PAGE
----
According to a news report by bbc.com, two 9/11 rescuers died, one day apart from each other, both from cancer caused by their efforts following the attacks on the World Trade Center 17 years earlier.
Thomas Phelan and Keith Young were both firefighters and worked to rescue victims and survivors of the World Trade Center attacks in Manhattan. Their passing marks the 172nd and 173rd deaths of firefighters who developed illnesses related to their 9/11 rescue efforts. They were the sixth and seventh of those firefighters to die so far this year. Phelan died March 16, and Young died the following day, March 17.
At the time of the attacks, Phelan was not working for the New York City Fire Department but was a pilot for a ferry service that took tourists between Manhattan and the Statue of Liberty. Following the attacks, roads, and bridges completely shut down, and people were trapped among the wreckage in Manhattan. There was no evacuation plan and no way out.
Mass evacuation started to take place by boat. Phelan immediately went to action and spent several hours using his ferry to carry hundreds of passengers to New Jersey and to carry supplies and emergency responders back to Manhattan. About 500,000 people total were transported to safety by boat the day of the attacks, and Phelan was an integral part of that rescue mission.
In 2003, Phelan joined the NYC Fire Department and eventually became a pilot on a firefighting boat. He was diagnosed with lung cancer approximately two months before his death. Upon his passing, the president of the firefighters’ union and the New York City mayor praised his heroism, his talents, and his heart.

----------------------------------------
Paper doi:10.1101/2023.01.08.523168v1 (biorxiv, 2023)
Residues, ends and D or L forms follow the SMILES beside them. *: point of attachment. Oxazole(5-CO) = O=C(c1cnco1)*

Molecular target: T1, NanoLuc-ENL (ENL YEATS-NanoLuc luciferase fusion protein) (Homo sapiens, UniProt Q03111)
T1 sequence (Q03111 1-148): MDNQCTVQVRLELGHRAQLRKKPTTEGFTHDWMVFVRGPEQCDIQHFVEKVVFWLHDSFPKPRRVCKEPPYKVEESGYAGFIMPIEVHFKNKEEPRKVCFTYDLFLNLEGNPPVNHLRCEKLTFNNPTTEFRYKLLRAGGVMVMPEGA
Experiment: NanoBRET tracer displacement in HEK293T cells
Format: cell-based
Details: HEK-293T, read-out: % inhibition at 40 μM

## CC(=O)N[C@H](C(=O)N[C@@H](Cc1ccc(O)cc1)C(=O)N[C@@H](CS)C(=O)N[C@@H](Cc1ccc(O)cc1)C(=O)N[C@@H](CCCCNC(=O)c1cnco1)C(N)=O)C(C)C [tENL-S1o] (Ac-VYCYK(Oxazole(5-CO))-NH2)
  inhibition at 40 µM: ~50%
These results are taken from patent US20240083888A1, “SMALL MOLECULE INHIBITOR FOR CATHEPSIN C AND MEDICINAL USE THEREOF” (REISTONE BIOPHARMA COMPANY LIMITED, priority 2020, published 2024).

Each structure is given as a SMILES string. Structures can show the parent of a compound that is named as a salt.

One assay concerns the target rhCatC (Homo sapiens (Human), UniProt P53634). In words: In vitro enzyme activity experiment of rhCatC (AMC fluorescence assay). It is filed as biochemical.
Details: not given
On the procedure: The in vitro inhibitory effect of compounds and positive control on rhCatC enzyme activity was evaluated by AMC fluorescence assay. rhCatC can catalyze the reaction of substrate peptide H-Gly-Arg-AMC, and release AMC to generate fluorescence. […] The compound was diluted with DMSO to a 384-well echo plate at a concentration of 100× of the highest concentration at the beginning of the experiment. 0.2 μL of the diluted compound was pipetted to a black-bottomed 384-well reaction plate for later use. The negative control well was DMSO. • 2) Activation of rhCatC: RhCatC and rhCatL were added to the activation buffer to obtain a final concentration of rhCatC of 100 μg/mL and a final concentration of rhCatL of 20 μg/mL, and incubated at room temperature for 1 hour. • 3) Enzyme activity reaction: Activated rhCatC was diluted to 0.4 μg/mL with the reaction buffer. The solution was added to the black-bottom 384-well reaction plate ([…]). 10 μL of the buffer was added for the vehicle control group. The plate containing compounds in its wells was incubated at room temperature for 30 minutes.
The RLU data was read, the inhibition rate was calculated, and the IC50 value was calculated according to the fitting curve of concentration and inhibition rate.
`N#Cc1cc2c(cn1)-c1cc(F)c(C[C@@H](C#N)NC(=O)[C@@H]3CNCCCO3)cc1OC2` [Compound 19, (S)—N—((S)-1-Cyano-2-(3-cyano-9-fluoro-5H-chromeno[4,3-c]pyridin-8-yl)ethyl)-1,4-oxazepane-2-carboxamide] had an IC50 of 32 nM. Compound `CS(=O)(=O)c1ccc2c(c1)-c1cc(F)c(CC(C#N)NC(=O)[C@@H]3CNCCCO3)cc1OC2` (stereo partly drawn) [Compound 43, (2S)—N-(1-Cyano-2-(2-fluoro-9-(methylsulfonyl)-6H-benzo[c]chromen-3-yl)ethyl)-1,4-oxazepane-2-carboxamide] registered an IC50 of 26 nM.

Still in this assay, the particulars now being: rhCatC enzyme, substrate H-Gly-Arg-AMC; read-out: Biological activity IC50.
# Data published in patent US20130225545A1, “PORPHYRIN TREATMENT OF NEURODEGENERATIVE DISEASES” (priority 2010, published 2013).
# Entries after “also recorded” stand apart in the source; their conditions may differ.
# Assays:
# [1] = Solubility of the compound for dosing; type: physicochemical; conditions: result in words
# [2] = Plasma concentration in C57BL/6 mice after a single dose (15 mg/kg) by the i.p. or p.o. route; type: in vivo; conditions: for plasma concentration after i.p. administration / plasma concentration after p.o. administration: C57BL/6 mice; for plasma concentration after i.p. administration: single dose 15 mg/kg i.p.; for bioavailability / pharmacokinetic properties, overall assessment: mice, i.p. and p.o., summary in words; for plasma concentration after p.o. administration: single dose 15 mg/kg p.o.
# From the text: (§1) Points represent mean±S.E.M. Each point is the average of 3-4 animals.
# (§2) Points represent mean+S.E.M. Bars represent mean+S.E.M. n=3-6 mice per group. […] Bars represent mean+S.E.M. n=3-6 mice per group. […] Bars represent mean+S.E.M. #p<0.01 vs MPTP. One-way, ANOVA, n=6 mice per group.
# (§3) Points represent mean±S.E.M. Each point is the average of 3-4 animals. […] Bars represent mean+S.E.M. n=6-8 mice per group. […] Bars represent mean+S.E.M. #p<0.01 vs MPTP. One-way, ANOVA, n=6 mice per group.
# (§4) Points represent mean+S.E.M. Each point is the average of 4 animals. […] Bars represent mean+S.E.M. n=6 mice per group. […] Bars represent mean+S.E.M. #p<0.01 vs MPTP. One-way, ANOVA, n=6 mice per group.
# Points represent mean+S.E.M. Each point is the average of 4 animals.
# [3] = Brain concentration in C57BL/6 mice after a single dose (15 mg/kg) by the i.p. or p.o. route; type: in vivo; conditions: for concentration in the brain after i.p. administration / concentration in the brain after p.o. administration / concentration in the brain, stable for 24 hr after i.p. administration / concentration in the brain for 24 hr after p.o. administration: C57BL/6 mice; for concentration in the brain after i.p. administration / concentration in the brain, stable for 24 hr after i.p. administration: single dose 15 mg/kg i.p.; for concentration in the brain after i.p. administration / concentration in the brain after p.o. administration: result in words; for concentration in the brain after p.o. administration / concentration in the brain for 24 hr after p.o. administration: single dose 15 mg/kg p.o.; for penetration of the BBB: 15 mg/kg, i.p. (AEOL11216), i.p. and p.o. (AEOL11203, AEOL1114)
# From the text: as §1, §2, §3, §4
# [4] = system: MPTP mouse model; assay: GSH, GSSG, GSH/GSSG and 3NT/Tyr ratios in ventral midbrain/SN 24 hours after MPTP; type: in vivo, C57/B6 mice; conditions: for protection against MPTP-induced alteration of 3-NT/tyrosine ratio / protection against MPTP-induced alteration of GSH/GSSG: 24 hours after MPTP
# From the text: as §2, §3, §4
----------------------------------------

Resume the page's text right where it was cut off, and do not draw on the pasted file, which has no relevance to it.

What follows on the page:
Young had been with the NYC Fire Department for several years on 9/11 and was stationed in Brooklyn at the time of the World Trade Center attacks. He was part of the nine-month-long rescue and recovery efforts at Ground Zero.
Outside of his heroism, Young was known for his culinary skills. He received a degree in culinary studies and published a book titled “Cooking with the Firehouse Chef.” He also won two titles on the popular Food Network show “Chopped.” Young was diagnosed with cancer late in 2015 and underwent surgery to remove a tumor from his pelvis shortly after that. After his treatment, he retired from duty.
In a Facebook post following his passing, Young’s daughter, Kaley, said he “fought so hard and kept believing in miracles.”
The Centers for Disease Control and Prevention figures that approximately 400,000 people, like Phelan and Young, were potentially exposed to toxic contaminants on 9/11. According to the CDC, about 70,000 people who aided in the rescue and recovery efforts of 9/11 have applied for some form of medical aid. They report illnesses such as chronic coughing, asthma, various types of cancer, and depression. New York’s Committee for Occupational Safety & Health estimates that about 6,000 9/11 first responders now have cancer, and many more battle mental health issues and breathing difficulties.
In 2011, Congress signed into law an act, called the Zadroga Act, which allows for reimbursement of costs associated with survivors’ monitoring and treatment of 9/11 related illnesses. Since the Act’s implementation, approximately $3.3 billion in claims has been paid to survivors. The Act, which is formally called the James Zadroga 9/11 Health and Compensation Act of 2010, is named after a police officer who died of lung cancer that he contracted after exposure at Ground Zero. Though the Act expired not long after being signed into law, it was renewed in 2015 and extended for 75 years.
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